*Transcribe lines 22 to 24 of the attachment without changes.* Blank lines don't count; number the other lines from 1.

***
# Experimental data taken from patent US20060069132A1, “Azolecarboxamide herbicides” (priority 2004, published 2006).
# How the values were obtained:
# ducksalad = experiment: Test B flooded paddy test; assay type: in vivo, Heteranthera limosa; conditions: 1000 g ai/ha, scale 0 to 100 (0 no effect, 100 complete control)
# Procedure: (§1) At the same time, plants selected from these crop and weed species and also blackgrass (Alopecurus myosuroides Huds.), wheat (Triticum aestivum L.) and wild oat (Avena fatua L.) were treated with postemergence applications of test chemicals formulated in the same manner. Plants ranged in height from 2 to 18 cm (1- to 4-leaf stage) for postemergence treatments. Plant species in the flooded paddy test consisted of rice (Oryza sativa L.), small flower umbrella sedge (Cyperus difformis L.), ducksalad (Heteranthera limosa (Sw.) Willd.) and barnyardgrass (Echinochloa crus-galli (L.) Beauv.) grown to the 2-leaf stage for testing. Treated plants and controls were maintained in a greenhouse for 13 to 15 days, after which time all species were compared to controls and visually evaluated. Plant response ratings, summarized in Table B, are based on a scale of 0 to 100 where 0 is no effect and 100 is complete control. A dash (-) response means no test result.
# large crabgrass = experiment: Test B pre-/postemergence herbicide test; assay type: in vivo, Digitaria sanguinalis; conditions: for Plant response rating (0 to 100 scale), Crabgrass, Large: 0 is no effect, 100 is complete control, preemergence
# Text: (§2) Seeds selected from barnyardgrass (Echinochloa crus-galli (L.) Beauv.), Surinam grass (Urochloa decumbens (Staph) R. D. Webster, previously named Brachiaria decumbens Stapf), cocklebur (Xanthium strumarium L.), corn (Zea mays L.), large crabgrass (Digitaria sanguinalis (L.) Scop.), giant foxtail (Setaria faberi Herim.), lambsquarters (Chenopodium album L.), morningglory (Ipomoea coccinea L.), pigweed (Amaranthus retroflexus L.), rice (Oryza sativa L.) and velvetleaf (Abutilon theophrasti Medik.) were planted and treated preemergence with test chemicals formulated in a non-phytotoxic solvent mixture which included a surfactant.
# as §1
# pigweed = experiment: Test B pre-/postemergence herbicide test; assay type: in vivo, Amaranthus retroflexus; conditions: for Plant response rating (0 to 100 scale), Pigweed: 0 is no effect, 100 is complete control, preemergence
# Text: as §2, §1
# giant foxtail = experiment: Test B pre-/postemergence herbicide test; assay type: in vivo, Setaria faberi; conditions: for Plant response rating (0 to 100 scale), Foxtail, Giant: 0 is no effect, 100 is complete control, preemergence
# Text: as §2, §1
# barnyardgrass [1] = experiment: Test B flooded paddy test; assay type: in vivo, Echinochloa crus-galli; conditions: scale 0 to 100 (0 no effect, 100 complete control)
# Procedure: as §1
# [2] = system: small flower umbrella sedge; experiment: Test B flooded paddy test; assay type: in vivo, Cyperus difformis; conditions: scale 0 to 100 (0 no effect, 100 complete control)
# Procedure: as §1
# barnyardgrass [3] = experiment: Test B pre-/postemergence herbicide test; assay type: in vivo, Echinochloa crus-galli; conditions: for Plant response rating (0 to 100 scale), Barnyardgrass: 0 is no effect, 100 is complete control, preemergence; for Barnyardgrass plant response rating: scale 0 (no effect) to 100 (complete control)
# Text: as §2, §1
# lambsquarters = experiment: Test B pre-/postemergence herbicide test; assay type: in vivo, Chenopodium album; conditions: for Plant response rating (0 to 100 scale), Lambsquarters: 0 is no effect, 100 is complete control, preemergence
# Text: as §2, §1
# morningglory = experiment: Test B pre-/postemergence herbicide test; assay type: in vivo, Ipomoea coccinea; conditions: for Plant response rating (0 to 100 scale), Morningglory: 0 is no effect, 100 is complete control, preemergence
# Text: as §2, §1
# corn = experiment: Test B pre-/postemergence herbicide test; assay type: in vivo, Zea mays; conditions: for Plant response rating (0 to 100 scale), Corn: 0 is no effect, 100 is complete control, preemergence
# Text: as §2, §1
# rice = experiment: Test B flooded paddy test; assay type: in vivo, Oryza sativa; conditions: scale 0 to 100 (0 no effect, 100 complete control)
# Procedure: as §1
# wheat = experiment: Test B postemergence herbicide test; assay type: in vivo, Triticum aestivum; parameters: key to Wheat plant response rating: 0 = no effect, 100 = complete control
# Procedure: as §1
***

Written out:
# corn = experiment: Test B pre-/postemergence herbicide test; assay type: in vivo, Zea mays; conditions: for Plant response rating (0 to 100 scale), Corn: 0 is no effect, 100 is complete control, preemergence
# Text: as §2, §1
# rice = experiment: Test B flooded paddy test; assay type: in vivo, Oryza sativa; conditions: scale 0 to 100 (0 no effect, 100 complete control)